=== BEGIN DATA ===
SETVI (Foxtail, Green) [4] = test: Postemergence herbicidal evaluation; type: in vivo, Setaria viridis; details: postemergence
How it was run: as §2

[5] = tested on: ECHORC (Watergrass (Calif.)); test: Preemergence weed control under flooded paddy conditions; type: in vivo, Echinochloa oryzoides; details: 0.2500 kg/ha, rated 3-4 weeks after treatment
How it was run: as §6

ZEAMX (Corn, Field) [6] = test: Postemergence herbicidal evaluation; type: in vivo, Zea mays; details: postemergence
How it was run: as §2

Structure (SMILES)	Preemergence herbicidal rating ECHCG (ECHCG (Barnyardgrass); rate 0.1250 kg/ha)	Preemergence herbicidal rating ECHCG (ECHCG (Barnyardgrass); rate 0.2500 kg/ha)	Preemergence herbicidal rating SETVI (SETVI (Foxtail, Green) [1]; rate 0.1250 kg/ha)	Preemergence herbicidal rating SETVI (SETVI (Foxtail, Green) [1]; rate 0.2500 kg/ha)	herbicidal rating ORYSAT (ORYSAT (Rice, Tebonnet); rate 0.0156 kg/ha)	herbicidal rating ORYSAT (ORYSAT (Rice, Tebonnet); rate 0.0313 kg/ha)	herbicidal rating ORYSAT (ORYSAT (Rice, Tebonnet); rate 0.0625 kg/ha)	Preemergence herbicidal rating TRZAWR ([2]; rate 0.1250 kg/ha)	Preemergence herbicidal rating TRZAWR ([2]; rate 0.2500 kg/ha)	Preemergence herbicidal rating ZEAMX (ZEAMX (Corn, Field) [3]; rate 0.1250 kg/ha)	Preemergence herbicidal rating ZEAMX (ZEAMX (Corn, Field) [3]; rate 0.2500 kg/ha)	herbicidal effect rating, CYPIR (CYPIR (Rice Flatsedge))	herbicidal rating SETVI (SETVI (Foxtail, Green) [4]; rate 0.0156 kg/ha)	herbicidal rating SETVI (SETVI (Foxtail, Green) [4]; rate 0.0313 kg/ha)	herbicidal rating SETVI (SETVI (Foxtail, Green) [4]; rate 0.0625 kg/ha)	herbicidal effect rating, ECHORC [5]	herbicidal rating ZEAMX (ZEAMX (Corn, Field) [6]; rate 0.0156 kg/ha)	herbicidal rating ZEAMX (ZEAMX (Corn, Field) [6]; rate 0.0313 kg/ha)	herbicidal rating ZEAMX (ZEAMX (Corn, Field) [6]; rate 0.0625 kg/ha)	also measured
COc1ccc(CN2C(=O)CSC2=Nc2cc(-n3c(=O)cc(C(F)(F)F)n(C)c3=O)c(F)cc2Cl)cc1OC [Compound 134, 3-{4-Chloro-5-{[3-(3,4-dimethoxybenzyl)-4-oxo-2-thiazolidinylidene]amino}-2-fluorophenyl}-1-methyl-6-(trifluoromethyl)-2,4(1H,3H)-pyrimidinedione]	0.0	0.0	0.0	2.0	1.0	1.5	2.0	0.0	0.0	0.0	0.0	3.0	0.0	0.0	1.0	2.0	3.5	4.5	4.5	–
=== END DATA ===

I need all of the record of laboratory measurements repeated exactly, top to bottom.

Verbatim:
SETVI (Foxtail, Green) [4] = test: Postemergence herbicidal evaluation; type: in vivo, Setaria viridis; details: postemergence
How it was run: as §2

[5] = tested on: ECHORC (Watergrass (Calif.)); test: Preemergence weed control under flooded paddy conditions; type: in vivo, Echinochloa oryzoides; details: 0.2500 kg/ha, rated 3-4 weeks after treatment
How it was run: as §6

ZEAMX (Corn, Field) [6] = test: Postemergence herbicidal evaluation; type: in vivo, Zea mays; details: postemergence
How it was run: as §2

Structure (SMILES)	Preemergence herbicidal rating ECHCG (ECHCG (Barnyardgrass); rate 0.1250 kg/ha)	Preemergence herbicidal rating ECHCG (ECHCG (Barnyardgrass); rate 0.2500 kg/ha)	Preemergence herbicidal rating SETVI (SETVI (Foxtail, Green) [1]; rate 0.1250 kg/ha)	Preemergence herbicidal rating SETVI (SETVI (Foxtail, Green) [1]; rate 0.2500 kg/ha)	herbicidal rating ORYSAT (ORYSAT (Rice, Tebonnet); rate 0.0156 kg/ha)	herbicidal rating ORYSAT (ORYSAT (Rice, Tebonnet); rate 0.0313 kg/ha)	herbicidal rating ORYSAT (ORYSAT (Rice, Tebonnet); rate 0.0625 kg/ha)	Preemergence herbicidal rating TRZAWR ([2]; rate 0.1250 kg/ha)	Preemergence herbicidal rating TRZAWR ([2]; rate 0.2500 kg/ha)	Preemergence herbicidal rating ZEAMX (ZEAMX (Corn, Field) [3]; rate 0.1250 kg/ha)	Preemergence herbicidal rating ZEAMX (ZEAMX (Corn, Field) [3]; rate 0.2500 kg/ha)	herbicidal effect rating, CYPIR (CYPIR (Rice Flatsedge))	herbicidal rating SETVI (SETVI (Foxtail, Green) [4]; rate 0.0156 kg/ha)	herbicidal rating SETVI (SETVI (Foxtail, Green) [4]; rate 0.0313 kg/ha)	herbicidal rating SETVI (SETVI (Foxtail, Green) [4]; rate 0.0625 kg/ha)	herbicidal effect rating, ECHORC [5]	herbicidal rating ZEAMX (ZEAMX (Corn, Field) [6]; rate 0.0156 kg/ha)	herbicidal rating ZEAMX (ZEAMX (Corn, Field) [6]; rate 0.0313 kg/ha)	herbicidal rating ZEAMX (ZEAMX (Corn, Field) [6]; rate 0.0625 kg/ha)	also measured
COc1ccc(CN2C(=O)CSC2=Nc2cc(-n3c(=O)cc(C(F)(F)F)n(C)c3=O)c(F)cc2Cl)cc1OC [Compound 134, 3-{4-Chloro-5-{[3-(3,4-dimethoxybenzyl)-4-oxo-2-thiazolidinylidene]amino}-2-fluorophenyl}-1-methyl-6-(trifluoromethyl)-2,4(1H,3H)-pyrimidinedione]	0.0	0.0	0.0	2.0	1.0	1.5	2.0	0.0	0.0	0.0	0.0	3.0	0.0	0.0	1.0	2.0	3.5	4.5	4.5	–